Pursue a Better Investment Experience
- Pursue a Better Investment Experience
- Where do returns come from? (Our View)
- Conventional (Opposing)
- Indexing (Opposing)
Strategic Asset Allocation
At Eddy Financial, we believe in strategic asset allocation and work with a handful of top tier provider partners. In strategic asset allocation, target asset class allocations depend on a number of factors – such as the investor’s risk tolerance, time horizon and investment objectives and change over time as these parameters evolve.
One strategic partner Eddy Financial works with identifies differences in expected returns and balances the trade-offs among competing premiums, diversification, and costs. This provider’s funds do not track an index, and this approach means that their funds trade on their own timetable rather than following indexing funds which buy and sell securities that are added or removed from a tracked index. This approach helps enable them to avoid overpaying or underselling securities. This partner has been implementing this strategy for over three decades for institutional clients. More than a decade ago, they began to allow individuals to invest in their funds through select advisors.
Bob was an early advisor to offer their funds and is proud of his long standing association.
Required disclosure: Asset allocation and diversification do not guarantee a profit nor protect against a loss.
The market drives returns, and portfolio structure and implementation determine performance. Our approach is informed by financial science and the view that market prices reflect all available information. We also believe that different securities can have different expected returns. Guided by this perspective, our approach looks to academic research to gain insight into the dimensions that drive those expected returns, then integrates this knowledge into strategies designed and implemented with the objective to add value in competitive markets. Rather than viewing the market universe in terms of individual stocks and bonds, an investment manager can define the market along the dimensions of expected returns to identify broader areas or groups that have similar relevant characteristics.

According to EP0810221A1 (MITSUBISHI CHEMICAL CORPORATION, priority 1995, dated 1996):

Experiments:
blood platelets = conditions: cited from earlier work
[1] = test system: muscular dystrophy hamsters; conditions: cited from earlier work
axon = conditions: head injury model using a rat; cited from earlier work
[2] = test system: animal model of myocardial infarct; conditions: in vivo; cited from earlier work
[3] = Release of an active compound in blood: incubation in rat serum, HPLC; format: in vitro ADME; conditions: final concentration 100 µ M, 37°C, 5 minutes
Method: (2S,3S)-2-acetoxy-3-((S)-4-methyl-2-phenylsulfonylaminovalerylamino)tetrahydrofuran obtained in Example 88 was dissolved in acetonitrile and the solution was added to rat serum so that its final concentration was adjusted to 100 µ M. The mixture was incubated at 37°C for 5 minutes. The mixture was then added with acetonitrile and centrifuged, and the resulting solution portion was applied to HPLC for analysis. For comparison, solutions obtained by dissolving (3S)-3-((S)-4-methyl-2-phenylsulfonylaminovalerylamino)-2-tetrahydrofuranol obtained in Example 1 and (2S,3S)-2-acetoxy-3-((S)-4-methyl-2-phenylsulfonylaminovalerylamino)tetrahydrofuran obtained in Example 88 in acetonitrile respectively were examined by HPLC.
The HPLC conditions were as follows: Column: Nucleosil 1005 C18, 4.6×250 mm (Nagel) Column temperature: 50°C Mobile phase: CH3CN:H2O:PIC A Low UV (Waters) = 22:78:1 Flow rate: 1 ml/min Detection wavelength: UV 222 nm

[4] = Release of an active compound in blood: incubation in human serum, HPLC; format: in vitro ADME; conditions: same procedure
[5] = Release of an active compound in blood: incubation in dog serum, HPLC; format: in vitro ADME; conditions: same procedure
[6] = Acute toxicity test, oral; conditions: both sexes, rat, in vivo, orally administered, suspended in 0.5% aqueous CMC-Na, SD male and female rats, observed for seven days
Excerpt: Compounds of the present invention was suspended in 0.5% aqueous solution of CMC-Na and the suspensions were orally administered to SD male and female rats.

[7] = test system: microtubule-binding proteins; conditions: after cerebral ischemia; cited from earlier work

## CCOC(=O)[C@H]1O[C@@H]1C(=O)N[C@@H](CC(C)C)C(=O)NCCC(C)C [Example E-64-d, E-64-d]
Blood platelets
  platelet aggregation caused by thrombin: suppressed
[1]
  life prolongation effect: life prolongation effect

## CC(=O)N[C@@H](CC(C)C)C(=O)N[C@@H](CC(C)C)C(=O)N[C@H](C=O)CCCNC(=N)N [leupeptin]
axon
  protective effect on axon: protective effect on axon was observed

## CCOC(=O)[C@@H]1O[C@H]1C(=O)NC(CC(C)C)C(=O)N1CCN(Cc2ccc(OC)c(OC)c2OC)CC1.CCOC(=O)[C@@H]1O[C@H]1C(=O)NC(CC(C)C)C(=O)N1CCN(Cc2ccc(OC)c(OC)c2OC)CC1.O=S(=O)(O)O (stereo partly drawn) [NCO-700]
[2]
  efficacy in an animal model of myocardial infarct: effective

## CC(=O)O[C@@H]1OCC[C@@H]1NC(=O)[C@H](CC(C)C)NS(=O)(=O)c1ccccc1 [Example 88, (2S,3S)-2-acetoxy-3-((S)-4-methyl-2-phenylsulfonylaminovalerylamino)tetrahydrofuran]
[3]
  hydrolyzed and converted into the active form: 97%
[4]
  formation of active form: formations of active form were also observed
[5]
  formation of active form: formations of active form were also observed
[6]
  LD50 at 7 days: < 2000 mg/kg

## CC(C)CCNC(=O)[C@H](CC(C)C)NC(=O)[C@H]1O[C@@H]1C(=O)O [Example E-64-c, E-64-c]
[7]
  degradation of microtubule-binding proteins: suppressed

This approach relies on academic research and internal testing to identify these dimensions, which point to differences in expected return. Research shows that some market areas have higher expected returns than others. In the stock market, the dimensions are size (small cap vs. large cap), relative price (value vs. growth), and profitability (high vs. low). In the bond market, these dimensions are credit quality and term. The return differences between stocks and bonds can be considerably large. So can the return differences among a group of stocks or bonds.
To be considered a dimension, it must be sensible, backed by data over time and across markets, and ‘capturable’ in diversified, cost-effective portfolios. So, if there are systematic differences in expected returns and research has identified them, how can the insight be applied to practical investing? One may select broadly diversified portfolios that emphasize areas offering the potential for higher expected return. The strategies can emphasize securities with higher expected returns by over-weighting them compared to their market cap weight.
One way to visualize over-weighting is to think about an ice cube tray with sections that are shallower and deeper. In a portfolio, each section holds many stocks that compose a market area, and those with greater return potential are over-weighted, just like the large ice cubes.
In a dimensions-based approach, capturing returns does not involve predicting which stocks, bonds, or market areas are going to outperform in the future. Rather, the goal is to hold well-diversified portfolios that emphasize dimensions of higher expected returns and have low turnover.
Conventional Money Manager’s View
Performance comes from identifying “mispriced” securities or accurately predicting economic and market conditions. This approach attempts to “outguess” the market by buying a selection of securities. This approach can generate higher expenses, trading costs, and risk.